It is through radical self-awareness, energy healing practices, and a partner whose work is rooted in complexity, compassion and the creation of alternative realities that I have begun the work of unlearning abusive behavior. I will spend the rest of my life committed to becoming whole, working to bring together the schisms that threaten my peace and stability and the peace and stability of women I love. I share this while holding the understanding that ancestral and familial trauma, the war on drugs, mass incarceration, anger, race rage, domestic and state sanctioned violence showed up in my life, shaping me, before I learned to speak. The hurt from it stayed lodged in my body as untreated trauma until I had enough tools to begin the healing journey.
Brooklyn based journalist Esther Armah describes this struggle powerfully, asserting that, “Trauma cannot be treated by legislation or ideology alone - no matter its power. It is neither political, ideological, nor philosophical. It is emotional. Emotionality masquerading as ideology creates cyclical arguments that end in hurt feelings, repeated individual narratives, exchange of insults, imploding organizations and untouched institutional power. Platforms alone were just never enough. We needed process. Why? Some wounds we buried. Some wounds buried us. We became living graveyards. We carried bodies and bones in our living bodies and our bones.”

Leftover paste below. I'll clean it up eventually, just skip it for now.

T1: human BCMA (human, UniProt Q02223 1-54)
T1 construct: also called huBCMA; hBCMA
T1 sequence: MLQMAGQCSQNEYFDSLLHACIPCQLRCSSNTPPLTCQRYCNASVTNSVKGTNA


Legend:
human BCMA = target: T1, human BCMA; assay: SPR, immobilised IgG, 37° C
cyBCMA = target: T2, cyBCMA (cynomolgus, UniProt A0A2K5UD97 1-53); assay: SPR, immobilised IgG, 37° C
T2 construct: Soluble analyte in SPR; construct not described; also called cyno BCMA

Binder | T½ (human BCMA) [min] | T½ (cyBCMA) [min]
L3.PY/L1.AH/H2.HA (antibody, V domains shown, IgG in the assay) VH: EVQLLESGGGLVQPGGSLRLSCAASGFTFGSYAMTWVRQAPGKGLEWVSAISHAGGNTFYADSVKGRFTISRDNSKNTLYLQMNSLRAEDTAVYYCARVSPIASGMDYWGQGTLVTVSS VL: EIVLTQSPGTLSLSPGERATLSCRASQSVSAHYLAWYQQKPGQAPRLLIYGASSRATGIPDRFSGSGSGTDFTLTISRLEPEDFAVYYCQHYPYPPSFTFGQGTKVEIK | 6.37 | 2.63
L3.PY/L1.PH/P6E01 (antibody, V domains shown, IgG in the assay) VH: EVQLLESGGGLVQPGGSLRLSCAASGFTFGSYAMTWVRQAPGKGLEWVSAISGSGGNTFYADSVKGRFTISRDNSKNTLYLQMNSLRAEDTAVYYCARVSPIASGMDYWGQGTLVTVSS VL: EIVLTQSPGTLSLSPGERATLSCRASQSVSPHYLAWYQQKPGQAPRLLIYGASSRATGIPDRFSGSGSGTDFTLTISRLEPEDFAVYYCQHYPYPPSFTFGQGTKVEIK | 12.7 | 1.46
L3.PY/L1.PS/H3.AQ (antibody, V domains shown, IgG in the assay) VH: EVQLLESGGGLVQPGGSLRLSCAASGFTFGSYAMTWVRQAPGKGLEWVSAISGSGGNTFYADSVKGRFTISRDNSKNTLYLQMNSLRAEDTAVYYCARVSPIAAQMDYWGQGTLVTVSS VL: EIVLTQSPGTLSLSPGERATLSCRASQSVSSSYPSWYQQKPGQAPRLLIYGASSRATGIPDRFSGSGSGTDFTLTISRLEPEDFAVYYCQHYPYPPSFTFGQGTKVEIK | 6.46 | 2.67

The fact is, none of us can escape patriarchal conditioning and ‘the farming of bones,’ but learning that I have other choices to give and receive the love I deserve, I have found my relationship with masculinity to be a less charged and quite frankly a less hurtful experience for those who invite me into their heart space. I possess two gender spirits (out of the many available to us) that I’m in deep relationship with and at deep peace with. I am a Black woman who enjoys performing masculinity and I do it well. More accurately, I’m a fag. Born in 1975, I’m an 80s baby type of gender bender and it’s taken me years to ‘wake up like this,’ fully comfortable in my body and excited about the skin it’s in. I now see masculinity as an extension of my style, as an expression of my layered identity, and as an opportunity to revise masculinity in a way that feels empowering to all who come into contact with it. It’s a conscious way to perform my personality and my taste, and this performance is finally, or should I say constantly, because I’m a damn work in progress, one that cultivates the parts of myself that are not rooted in trauma, but in transformative love.